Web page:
You guys really dig into your songs and that’s a beautiful thing to see. You’re really focused and I see a lot of bands that are not focused. You guys are locked in and that’s awesome. How often do you find yourselves writing?
Addie: Writing is more of a continuous project. It’s harder to write while we’re on the road. Since we’ve been on the road a short amount of time, it’s not that difficult. I would say writing is a continuous process and not something that we take breaks from. If we have an idea, we go with it. If not, we don’t put pressure on that.

That’s the thing about being creative, you just have to let it flow. You guys are signed to Harvest Records. How did you get hooked up with him? How did that happen?
Addie: The first email we got was from Republic Records and then Atlantic Records. After that, we spoke with Lazlo, who’s our manager, and he kind of made the connection with Harvest. He’s been best friends with Jacqueline, who is the general manager. They’ve been close for about 20 years or so. After having meetings with Republic, Atlantic and Harvest, it was just kind of clear which one was the best fit for us personally. Harvest just felt like home.

That’s awesome. There are some heavy hitters on Harvest, Best Coast and Glass Animals. These guys are melting kid’s faces off. You’re going to melt their faces off too. Have you guys started tracking your debut album yet? Are you writing right now?
Pierce: We have been writing, but not tracking anything.
Austin: We haven’t recorded anything, but we have been getting ideas and stuff. I think we’re going to record it over the summer. We haven’t recorded anything yet.


The Greeting Committee, 4/9/16

Do you have favorite quoted motto that you live by?
Addie: Peyton Marek and I, she’s our tour manager, we just say, “Be a girl boss,” all the time. I don’t know if that works for the guys. I don’t know if they have their personal motto.
Austin: “I like Dirt.”

You’ll be seeing those boys soon enough. Are you pumped for Lollapalooza?
Addie: I am really excited for Lollapalooza. A lot of my favorite artists that I haven’t gotten a chance to see, like Daughter is on the same day as us. I am really excited for that.
Austin: I’m glad you got the “I Like Dirt” reference. Did you notice us go into it when we played MGMT’s) “Kids?”

Yeah, I did catch that. It was nice. You had a spacey jam segment.
Pierce: I just wanted someone to catch the “I like Dirt.”

You did throw it in there. You’re loose enough too that it works. You guys are really in the moment live. It’s all about being good live. You’re going to rip Lollapalooza apart. Did you enjoy South by Southwest too?
Pierce: Yes, it was a lot of fun.
Austin: South by Southwest was insane. It was definitely a new experience. Besides the venues, just the whole city and the people. It was a great experience. We got treated really nicely. We played a Stubb’s Showcase where a notable artist, Charli XCX, was playing outside. That was a really fun performance. Everything was really fast paced. I’m glad we only dd two shows because I felt like if we did more, then there would have been a lot of things that we wouldn’t be prepared for.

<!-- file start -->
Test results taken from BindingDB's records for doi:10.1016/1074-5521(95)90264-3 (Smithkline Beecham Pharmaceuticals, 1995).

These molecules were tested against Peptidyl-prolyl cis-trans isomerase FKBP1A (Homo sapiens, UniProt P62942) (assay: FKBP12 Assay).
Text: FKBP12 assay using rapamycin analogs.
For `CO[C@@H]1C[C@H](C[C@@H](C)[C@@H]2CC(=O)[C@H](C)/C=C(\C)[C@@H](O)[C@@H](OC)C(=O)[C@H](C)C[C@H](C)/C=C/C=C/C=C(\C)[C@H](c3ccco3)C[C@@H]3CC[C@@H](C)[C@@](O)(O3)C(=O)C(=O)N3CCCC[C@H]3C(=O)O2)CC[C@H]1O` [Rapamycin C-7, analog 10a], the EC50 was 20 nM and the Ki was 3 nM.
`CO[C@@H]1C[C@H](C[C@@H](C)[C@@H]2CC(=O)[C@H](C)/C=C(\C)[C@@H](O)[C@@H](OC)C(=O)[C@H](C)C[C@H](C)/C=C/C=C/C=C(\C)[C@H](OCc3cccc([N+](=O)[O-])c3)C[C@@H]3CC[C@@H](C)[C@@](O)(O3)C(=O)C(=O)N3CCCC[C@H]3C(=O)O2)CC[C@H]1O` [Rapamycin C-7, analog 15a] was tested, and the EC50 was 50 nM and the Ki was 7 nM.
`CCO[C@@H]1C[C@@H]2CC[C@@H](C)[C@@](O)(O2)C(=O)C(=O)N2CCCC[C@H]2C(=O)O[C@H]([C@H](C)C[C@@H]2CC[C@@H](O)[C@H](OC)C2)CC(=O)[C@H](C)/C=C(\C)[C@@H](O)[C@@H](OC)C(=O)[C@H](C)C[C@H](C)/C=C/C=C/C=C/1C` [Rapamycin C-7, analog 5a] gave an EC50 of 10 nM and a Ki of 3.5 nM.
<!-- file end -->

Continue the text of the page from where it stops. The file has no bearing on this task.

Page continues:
You don’t get burned out. I know people that have done like 12 showcases. They feel like they’re going to die. I went a few years back. You feel great, but you’re falling asleep at the Korean taco truck. It’s like a Hunter S. Thompson music fest put on by Taco Bell. I’m watching Youth Lagoon and people in flannels are shoveling Taco Bell in their faces. It was confusing.
Brandon: That’s the life. People go down to South by Southwest just to sell stuff. They know tons of people will be down there.

So many voices all shouting. What advice would you give to the artists who just starting out? You guys are still young and you got the future in front of you.
Brandon: We are still starting out.
Addie: Play as many shows as you possibly can. You’re never too good or too above anything. Just play music and have fun doing it.
Austin: Practice a lot. Chemistry in the band is one of the most important things for a band.
Pierce: There can be very special things about each individual, but it’s also important how everyone kind of gets together and kind of bonds with the music too. Put in the work and stay humble.
Austin: I think it’s also important to really show off your individuality in the music too, because everyone comes from a different backgrounds. I think it is very important.
Brandon: You shouldn’t set roles for yourself. You shouldn’t be like, “No one else is doing this, I probably shouldn’t do it.” You should do do whatever you feel like you want to do.


Interview: Excision.

March 23, 2016

Excision (image via